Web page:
My boss, managing director of Lola at the time, was Rupert Manwaring. He had seen and heard almost everything in motorsport over a career that encompassed positions at Brabham, Lotus, Tyrrell and Minardi, but we exchanged curious looks when this was uttered.
Grabbing a pen and a piece of A4 paper, the Sheikh began to draw a crude image of his vision. It did include shark-like qualities of a pointed nose and a large fin for an engine cover. In my mind I became Chief Brody (Roy Scheider) in the epic film Jaws. “You’re gonna need a bigger boat” was what my mind was telling me.
But somehow it happened. Around three weeks later deposits were in the Lola coffers and the old Lola B02/50 Formula 3000 tubs had been agreed upon to host this new formula, which went by the name of A1 Grand Prix, the World Cup of Motorsport.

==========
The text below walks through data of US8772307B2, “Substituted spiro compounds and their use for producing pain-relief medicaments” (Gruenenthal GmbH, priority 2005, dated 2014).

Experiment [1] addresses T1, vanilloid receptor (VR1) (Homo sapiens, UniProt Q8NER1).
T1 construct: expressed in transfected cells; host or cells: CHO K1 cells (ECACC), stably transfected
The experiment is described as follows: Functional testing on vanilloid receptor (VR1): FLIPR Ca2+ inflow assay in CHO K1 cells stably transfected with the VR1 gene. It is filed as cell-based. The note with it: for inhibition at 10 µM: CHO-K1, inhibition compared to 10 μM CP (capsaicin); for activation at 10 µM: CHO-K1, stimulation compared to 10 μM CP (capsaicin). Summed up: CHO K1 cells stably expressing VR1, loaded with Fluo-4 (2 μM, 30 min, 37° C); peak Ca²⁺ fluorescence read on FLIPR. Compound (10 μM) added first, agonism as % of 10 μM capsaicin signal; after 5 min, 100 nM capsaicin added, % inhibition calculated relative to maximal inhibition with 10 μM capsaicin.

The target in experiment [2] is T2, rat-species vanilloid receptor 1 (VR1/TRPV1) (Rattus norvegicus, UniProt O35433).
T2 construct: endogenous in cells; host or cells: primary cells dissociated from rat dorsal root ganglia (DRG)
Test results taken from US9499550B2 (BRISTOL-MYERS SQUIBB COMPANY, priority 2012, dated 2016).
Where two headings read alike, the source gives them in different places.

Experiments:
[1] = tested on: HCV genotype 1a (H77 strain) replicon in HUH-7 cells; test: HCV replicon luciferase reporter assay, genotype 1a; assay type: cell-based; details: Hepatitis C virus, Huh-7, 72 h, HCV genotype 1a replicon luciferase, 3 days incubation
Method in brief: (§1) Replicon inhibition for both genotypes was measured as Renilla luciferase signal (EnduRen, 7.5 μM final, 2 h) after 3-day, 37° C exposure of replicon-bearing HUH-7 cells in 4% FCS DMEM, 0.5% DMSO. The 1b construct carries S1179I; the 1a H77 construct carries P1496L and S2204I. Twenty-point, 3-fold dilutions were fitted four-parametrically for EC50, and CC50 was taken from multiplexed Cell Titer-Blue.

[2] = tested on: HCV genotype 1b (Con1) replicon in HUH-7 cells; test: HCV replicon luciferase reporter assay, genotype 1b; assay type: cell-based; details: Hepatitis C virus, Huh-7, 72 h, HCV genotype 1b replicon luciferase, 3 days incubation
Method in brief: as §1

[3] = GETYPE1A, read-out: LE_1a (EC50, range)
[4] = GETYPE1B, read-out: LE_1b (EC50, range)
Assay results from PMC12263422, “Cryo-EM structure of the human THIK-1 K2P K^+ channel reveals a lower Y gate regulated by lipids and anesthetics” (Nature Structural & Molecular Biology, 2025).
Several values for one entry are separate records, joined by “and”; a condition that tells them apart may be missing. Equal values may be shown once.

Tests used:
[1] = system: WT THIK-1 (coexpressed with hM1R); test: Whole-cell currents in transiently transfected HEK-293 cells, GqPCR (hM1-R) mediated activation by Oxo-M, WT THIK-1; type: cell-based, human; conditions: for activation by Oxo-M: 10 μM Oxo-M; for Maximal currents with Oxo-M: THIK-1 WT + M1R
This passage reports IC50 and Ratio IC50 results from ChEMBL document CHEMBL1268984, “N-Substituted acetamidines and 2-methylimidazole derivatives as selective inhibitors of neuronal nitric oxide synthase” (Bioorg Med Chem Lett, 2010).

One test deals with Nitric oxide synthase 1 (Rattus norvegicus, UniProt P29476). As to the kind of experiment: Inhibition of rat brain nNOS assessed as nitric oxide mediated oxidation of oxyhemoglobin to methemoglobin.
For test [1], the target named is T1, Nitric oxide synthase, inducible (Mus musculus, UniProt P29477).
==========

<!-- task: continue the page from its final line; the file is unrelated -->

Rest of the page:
It would be the largest single order of race cars ever, 50 race cars in total and around four spares. At the time it possibly went some way to ensuring that Lola was able to venture on, albeit briefly, into the second decade of the 21st century in the Martin Birrane-era.
Under nine months later a mule car was being tested at Hethel. The only problem was the good Sheikh wanted to be the first to test it!
The mad prep phase
At that test the temperature was around 4C and there was a dampness that only East Anglia in February could create. The type that will never dry out.
The A1GP working prototype was essentially an F3000 car with that requested marine-life bodywork dressing it. Former sportscar driver Ben Devlin was tasked to conduct the test but Maktoum insisted he be the first to run, as was his want considering he was fronting the series.